Sunday, May 08, 2011

Hey, y''all--Michelle D. in Atlanta!!!

If you live in or near Atlanta

Atlanta Autism Consortium (AAC)Upcoming MeetingsPast MeetignsPresentations/VideosAbout AACMembers DetailsMailing ListHomeJune 2011 AAC meeting



Wed, 04/13/2011 - 09:38 — agoursa


Start: 06/09/2011 5:30 pm


End: 06/10/2011 4:00 pm


Timezone: US/Eastern


Topics: Exploring the brain of autistic individuals & Intervention research in Autism.






Dates:


Thursday, June 9th, 5:30 – 8 pm;


AAC monthly meeting PART 1– Michelle Dawson: “Why is this brain autistic? Exploring Cognitive Versatility in Autism”


Friday, June 10th, 2:00 - 4:00 pm


AAC monthly meeting PART 2– Michelle Dawson: “Autism Intervention Research: Good and Bad News”






Location: Marcus Autism Center, Second floor Conference room.






-> Featured speaker:


Michelle Dawson,


Affiliate Researcher


Clinique Specialisée de l’Autisme


Hôpital Rivière-des-Prairies


Université de Montréal






-> Biography


Michelle Dawson is an autistic researcher affiliated since 2004 with Laurent Mottron’s lab at the University of Montreal. Her research interests include learning and intelligence in autism, the autistic cognitive phenotype, how cognitive processes work together in autism, and science- and ethics-based approaches to autism.






-> Thursday June 9th (5:30 - 8:00 pm): Why is this brain autistic? Exploring cognitive versatility in autism


“We do not know very much about autism and autistic people,” wrote a famous scientist back in 2004, and things have not improved much since then. If sheer quantity of scientists, scientific research, scholarly books, and so on, was in itself effective, then our ignorance about autism would have vanished long ago. But this is not what has happened. Deficit-based accounts of autism have always been dominant, and these models have certainly been both powerful and popular. But they have also fallen short where it counts: they have not made good predictions about the abilities of autistic people. Meanwhile, autistic cognitive strengths have been either ignored altogether or promoted as evidence for yet more autistic deficits. In the circumstances, perhaps no one should be surprised that autism remains poorly understood. How and why did this happen, and how can we do better?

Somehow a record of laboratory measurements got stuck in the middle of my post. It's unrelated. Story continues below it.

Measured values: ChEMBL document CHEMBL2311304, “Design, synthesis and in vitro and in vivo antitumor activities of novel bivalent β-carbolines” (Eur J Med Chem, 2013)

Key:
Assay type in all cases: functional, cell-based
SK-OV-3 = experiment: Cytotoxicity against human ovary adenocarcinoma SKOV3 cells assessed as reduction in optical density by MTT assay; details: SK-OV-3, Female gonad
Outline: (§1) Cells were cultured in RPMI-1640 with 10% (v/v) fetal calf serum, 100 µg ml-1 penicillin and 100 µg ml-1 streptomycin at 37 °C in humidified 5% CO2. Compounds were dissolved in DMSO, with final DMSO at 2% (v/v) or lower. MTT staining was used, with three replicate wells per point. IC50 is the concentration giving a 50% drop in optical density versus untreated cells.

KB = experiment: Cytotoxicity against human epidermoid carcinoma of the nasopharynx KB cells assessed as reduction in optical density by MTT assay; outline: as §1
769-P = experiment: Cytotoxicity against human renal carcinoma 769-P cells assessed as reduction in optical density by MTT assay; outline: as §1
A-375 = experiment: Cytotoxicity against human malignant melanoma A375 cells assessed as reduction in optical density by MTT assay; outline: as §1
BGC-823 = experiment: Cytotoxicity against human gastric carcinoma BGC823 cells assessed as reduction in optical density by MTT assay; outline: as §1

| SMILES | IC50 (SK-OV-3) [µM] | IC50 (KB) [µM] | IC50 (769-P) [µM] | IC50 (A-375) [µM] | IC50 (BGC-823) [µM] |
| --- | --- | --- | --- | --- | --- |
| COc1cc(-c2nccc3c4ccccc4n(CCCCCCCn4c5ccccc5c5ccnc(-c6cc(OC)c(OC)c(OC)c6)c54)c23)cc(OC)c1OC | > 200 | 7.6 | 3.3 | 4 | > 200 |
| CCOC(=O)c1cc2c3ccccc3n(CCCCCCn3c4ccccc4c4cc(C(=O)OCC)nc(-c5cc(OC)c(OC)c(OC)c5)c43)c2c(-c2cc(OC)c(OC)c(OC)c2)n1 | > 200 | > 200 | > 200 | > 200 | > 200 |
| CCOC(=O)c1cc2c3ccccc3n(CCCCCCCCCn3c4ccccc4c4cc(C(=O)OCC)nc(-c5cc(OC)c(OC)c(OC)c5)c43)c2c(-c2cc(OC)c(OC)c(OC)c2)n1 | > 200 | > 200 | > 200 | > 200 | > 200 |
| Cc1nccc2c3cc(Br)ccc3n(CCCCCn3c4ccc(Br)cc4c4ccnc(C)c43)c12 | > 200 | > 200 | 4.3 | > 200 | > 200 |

-> Thursday June 10th (2:00 - 4:00 pm): Autism intervention research: Good and bad news


The quality of autism intervention research has an enormous impact on the daily lives of all autistic people, whether we do or do not receive any specific kind of intervention. At the same time, well-established research standards that have greatly enhanced the well-being of nonautistics are routinely denied to autistics. For example, good experimental design in autism intervention research is often claimed to be impossible as well as harmful to autistics; and quantity of research is often promoted as definitive, regardless of quality. This presentation will explore these and many related issues, identifying current trends, providing examples, and enumerating the consequences of good and poor quality autism intervention research.


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